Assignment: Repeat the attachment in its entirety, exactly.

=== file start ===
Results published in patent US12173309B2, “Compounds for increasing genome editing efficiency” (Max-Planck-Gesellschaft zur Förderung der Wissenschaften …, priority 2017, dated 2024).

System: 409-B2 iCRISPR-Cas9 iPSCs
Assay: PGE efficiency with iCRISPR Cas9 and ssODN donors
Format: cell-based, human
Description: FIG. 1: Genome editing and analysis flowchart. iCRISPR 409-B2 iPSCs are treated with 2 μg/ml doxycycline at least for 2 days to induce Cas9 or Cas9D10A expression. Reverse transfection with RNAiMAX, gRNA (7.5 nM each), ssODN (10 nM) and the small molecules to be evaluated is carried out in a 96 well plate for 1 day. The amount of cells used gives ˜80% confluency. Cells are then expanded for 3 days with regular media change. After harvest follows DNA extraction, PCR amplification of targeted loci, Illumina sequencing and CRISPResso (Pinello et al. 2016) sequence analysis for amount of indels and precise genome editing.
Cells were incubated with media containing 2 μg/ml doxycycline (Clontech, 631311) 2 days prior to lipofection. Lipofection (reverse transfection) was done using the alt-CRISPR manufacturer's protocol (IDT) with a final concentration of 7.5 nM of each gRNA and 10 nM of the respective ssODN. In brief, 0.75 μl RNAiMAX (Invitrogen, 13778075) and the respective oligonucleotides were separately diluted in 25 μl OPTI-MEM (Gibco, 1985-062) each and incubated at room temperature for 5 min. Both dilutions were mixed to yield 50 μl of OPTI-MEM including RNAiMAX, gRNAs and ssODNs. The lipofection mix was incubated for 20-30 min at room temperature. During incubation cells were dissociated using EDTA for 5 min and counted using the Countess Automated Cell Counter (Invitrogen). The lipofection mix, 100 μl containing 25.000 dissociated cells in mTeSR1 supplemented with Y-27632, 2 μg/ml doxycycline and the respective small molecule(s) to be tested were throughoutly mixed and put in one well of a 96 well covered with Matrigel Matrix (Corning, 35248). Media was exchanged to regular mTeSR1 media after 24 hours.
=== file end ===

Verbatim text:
Results published in patent US12173309B2, “Compounds for increasing genome editing efficiency” (Max-Planck-Gesellschaft zur Förderung der Wissenschaften …, priority 2017, dated 2024).

System: 409-B2 iCRISPR-Cas9 iPSCs
Assay: PGE efficiency with iCRISPR Cas9 and ssODN donors
Format: cell-based, human
Description: FIG. 1: Genome editing and analysis flowchart. iCRISPR 409-B2 iPSCs are treated with 2 μg/ml doxycycline at least for 2 days to induce Cas9 or Cas9D10A expression. Reverse transfection with RNAiMAX, gRNA (7.5 nM each), ssODN (10 nM) and the small molecules to be evaluated is carried out in a 96 well plate for 1 day. The amount of cells used gives ˜80% confluency. Cells are then expanded for 3 days with regular media change. After harvest follows DNA extraction, PCR amplification of targeted loci, Illumina sequencing and CRISPResso (Pinello et al. 2016) sequence analysis for amount of indels and precise genome editing.
Cells were incubated with media containing 2 μg/ml doxycycline (Clontech, 631311) 2 days prior to lipofection. Lipofection (reverse transfection) was done using the alt-CRISPR manufacturer's protocol (IDT) with a final concentration of 7.5 nM of each gRNA and 10 nM of the respective ssODN. In brief, 0.75 μl RNAiMAX (Invitrogen, 13778075) and the respective oligonucleotides were separately diluted in 25 μl OPTI-MEM (Gibco, 1985-062) each and incubated at room temperature for 5 min. Both dilutions were mixed to yield 50 μl of OPTI-MEM including RNAiMAX, gRNAs and ssODNs. The lipofection mix was incubated for 20-30 min at room temperature. During incubation cells were dissociated using EDTA for 5 min and counted using the Countess Automated Cell Counter (Invitrogen). The lipofection mix, 100 μl containing 25.000 dissociated cells in mTeSR1 supplemented with Y-27632, 2 μg/ml doxycycline and the respective small molecule(s) to be tested were throughoutly mixed and put in one well of a 96 well covered with Matrigel Matrix (Corning, 35248). Media was exchanged to regular mTeSR1 media after 24 hours.